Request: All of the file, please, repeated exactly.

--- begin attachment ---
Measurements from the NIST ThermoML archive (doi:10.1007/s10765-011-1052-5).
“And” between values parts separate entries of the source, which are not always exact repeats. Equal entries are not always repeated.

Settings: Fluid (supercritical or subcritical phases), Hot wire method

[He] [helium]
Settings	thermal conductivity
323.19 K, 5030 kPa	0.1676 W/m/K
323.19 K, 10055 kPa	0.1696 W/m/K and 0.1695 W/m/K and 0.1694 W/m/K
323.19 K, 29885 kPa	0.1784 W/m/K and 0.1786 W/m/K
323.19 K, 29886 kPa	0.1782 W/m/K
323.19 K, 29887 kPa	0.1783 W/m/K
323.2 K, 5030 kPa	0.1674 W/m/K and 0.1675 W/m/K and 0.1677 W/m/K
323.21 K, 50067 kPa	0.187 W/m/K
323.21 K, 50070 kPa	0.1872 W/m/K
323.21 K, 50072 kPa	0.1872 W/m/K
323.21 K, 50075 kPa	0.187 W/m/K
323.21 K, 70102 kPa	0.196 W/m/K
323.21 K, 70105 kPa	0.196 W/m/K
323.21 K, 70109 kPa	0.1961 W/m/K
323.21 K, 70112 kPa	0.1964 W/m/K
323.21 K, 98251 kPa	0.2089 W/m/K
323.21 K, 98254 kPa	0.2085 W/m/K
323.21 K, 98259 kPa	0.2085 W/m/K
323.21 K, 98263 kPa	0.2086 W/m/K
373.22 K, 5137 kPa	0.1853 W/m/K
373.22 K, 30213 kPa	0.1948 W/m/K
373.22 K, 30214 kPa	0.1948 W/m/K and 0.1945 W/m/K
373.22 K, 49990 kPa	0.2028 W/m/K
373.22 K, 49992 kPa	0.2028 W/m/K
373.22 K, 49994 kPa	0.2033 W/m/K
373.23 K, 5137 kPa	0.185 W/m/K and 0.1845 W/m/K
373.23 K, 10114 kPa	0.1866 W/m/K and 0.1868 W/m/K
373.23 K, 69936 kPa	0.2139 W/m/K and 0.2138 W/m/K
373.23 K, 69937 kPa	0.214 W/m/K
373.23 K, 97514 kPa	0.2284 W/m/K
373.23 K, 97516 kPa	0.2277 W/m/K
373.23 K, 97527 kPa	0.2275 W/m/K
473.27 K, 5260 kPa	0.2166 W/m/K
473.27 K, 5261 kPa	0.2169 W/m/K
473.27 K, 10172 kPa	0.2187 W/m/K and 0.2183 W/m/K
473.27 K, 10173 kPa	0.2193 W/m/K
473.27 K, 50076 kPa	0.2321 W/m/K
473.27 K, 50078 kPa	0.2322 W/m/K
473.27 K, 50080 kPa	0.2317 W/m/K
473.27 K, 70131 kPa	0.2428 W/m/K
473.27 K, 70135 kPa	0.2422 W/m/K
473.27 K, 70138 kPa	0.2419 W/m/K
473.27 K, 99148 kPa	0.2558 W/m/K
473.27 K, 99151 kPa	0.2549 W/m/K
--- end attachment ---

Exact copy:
Measurements from the NIST ThermoML archive (doi:10.1007/s10765-011-1052-5).
“And” between values parts separate entries of the source, which are not always exact repeats. Equal entries are not always repeated.

Settings: Fluid (supercritical or subcritical phases), Hot wire method

[He] [helium]
Settings	thermal conductivity
323.19 K, 5030 kPa	0.1676 W/m/K
323.19 K, 10055 kPa	0.1696 W/m/K and 0.1695 W/m/K and 0.1694 W/m/K
323.19 K, 29885 kPa	0.1784 W/m/K and 0.1786 W/m/K
323.19 K, 29886 kPa	0.1782 W/m/K
323.19 K, 29887 kPa	0.1783 W/m/K
323.2 K, 5030 kPa	0.1674 W/m/K and 0.1675 W/m/K and 0.1677 W/m/K
323.21 K, 50067 kPa	0.187 W/m/K
323.21 K, 50070 kPa	0.1872 W/m/K
323.21 K, 50072 kPa	0.1872 W/m/K
323.21 K, 50075 kPa	0.187 W/m/K
323.21 K, 70102 kPa	0.196 W/m/K
323.21 K, 70105 kPa	0.196 W/m/K
323.21 K, 70109 kPa	0.1961 W/m/K
323.21 K, 70112 kPa	0.1964 W/m/K
323.21 K, 98251 kPa	0.2089 W/m/K
323.21 K, 98254 kPa	0.2085 W/m/K
323.21 K, 98259 kPa	0.2085 W/m/K
323.21 K, 98263 kPa	0.2086 W/m/K
373.22 K, 5137 kPa	0.1853 W/m/K
373.22 K, 30213 kPa	0.1948 W/m/K
373.22 K, 30214 kPa	0.1948 W/m/K and 0.1945 W/m/K
373.22 K, 49990 kPa	0.2028 W/m/K
373.22 K, 49992 kPa	0.2028 W/m/K
373.22 K, 49994 kPa	0.2033 W/m/K
373.23 K, 5137 kPa	0.185 W/m/K and 0.1845 W/m/K
373.23 K, 10114 kPa	0.1866 W/m/K and 0.1868 W/m/K
373.23 K, 69936 kPa	0.2139 W/m/K and 0.2138 W/m/K
373.23 K, 69937 kPa	0.214 W/m/K
373.23 K, 97514 kPa	0.2284 W/m/K
373.23 K, 97516 kPa	0.2277 W/m/K
373.23 K, 97527 kPa	0.2275 W/m/K
473.27 K, 5260 kPa	0.2166 W/m/K
473.27 K, 5261 kPa	0.2169 W/m/K
473.27 K, 10172 kPa	0.2187 W/m/K and 0.2183 W/m/K
473.27 K, 10173 kPa	0.2193 W/m/K
473.27 K, 50076 kPa	0.2321 W/m/K
473.27 K, 50078 kPa	0.2322 W/m/K
473.27 K, 50080 kPa	0.2317 W/m/K
473.27 K, 70131 kPa	0.2428 W/m/K
473.27 K, 70135 kPa	0.2422 W/m/K
473.27 K, 70138 kPa	0.2419 W/m/K
473.27 K, 99148 kPa	0.2558 W/m/K
473.27 K, 99151 kPa	0.2549 W/m/K